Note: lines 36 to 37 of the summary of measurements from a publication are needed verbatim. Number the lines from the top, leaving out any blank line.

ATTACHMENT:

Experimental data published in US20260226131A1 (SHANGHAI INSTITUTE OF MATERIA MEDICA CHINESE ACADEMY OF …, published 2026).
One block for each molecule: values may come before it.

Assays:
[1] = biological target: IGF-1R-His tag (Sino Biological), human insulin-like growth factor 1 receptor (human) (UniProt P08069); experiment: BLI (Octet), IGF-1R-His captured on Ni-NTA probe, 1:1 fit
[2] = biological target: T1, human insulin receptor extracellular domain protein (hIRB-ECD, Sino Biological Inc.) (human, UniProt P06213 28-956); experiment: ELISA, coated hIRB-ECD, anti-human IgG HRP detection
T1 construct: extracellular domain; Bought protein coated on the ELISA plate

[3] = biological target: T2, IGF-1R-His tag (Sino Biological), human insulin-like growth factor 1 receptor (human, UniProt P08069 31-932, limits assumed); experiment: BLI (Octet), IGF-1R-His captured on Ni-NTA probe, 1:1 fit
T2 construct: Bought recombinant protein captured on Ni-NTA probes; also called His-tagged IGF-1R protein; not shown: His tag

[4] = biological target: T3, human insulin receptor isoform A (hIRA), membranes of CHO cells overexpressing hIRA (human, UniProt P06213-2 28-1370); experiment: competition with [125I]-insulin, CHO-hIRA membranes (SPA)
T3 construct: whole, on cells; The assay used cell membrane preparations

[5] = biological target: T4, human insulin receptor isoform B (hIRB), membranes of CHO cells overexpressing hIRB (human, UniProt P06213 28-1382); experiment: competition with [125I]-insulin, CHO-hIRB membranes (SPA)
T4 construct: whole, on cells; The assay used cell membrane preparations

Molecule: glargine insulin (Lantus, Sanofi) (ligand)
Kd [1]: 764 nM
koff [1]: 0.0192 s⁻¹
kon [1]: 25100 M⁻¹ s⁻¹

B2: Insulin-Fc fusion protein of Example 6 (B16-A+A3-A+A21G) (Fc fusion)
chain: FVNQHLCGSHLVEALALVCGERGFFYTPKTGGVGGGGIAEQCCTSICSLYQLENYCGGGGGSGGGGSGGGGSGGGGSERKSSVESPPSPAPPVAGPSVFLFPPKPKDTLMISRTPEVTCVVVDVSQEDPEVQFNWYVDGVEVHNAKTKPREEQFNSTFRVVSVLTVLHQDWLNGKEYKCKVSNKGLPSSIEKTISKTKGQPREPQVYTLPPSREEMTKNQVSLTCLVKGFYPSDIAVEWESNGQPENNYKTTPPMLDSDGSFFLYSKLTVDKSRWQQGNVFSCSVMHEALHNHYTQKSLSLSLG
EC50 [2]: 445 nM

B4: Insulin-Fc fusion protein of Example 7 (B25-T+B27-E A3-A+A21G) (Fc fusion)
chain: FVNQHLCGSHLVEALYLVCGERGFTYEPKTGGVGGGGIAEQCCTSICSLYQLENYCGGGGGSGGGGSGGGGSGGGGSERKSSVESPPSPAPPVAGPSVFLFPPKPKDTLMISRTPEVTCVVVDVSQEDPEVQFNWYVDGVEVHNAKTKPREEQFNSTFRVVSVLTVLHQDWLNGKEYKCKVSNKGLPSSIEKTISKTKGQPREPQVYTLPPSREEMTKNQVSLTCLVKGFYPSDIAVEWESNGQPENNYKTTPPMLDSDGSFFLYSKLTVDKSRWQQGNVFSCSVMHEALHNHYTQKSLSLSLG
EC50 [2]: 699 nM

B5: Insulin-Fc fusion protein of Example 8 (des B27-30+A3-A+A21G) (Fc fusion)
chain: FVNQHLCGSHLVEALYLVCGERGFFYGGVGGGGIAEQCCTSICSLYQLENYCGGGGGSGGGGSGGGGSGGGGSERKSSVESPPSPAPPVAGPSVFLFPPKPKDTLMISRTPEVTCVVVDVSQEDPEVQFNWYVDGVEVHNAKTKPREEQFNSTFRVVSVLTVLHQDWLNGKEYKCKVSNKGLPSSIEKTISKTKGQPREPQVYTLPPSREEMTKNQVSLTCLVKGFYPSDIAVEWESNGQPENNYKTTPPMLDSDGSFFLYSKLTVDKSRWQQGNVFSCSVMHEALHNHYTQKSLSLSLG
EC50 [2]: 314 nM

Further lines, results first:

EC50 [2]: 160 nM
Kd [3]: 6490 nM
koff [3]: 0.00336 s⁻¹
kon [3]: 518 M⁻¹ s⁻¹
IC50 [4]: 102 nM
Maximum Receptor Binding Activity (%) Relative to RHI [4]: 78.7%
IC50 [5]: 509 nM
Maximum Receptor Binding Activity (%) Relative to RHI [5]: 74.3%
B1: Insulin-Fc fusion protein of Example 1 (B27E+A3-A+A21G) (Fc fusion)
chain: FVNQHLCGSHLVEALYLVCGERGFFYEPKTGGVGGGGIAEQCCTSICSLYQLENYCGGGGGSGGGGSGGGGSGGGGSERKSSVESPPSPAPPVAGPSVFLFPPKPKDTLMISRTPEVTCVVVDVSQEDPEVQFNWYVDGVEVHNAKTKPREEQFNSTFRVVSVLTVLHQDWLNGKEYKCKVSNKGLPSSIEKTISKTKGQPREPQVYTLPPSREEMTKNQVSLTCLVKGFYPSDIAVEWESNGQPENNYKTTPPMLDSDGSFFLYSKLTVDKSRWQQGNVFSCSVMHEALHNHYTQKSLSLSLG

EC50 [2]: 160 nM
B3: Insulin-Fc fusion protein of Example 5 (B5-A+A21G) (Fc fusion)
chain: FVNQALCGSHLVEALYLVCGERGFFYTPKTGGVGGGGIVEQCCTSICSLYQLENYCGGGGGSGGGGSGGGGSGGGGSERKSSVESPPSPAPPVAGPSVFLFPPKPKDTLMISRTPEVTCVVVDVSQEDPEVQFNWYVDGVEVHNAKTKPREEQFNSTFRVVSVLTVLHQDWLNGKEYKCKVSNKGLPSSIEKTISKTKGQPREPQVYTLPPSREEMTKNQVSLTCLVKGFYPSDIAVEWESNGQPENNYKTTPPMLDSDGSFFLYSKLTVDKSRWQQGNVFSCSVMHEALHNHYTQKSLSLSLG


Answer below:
chain: FVNQHLCGSHLVEALYLVCGERGFFYEPKTGGVGGGGIAEQCCTSICSLYQLENYCGGGGGSGGGGSGGGGSGGGGSERKSSVESPPSPAPPVAGPSVFLFPPKPKDTLMISRTPEVTCVVVDVSQEDPEVQFNWYVDGVEVHNAKTKPREEQFNSTFRVVSVLTVLHQDWLNGKEYKCKVSNKGLPSSIEKTISKTKGQPREPQVYTLPPSREEMTKNQVSLTCLVKGFYPSDIAVEWESNGQPENNYKTTPPMLDSDGSFFLYSKLTVDKSRWQQGNVFSCSVMHEALHNHYTQKSLSLSLG

EC50 [2]: 160 nM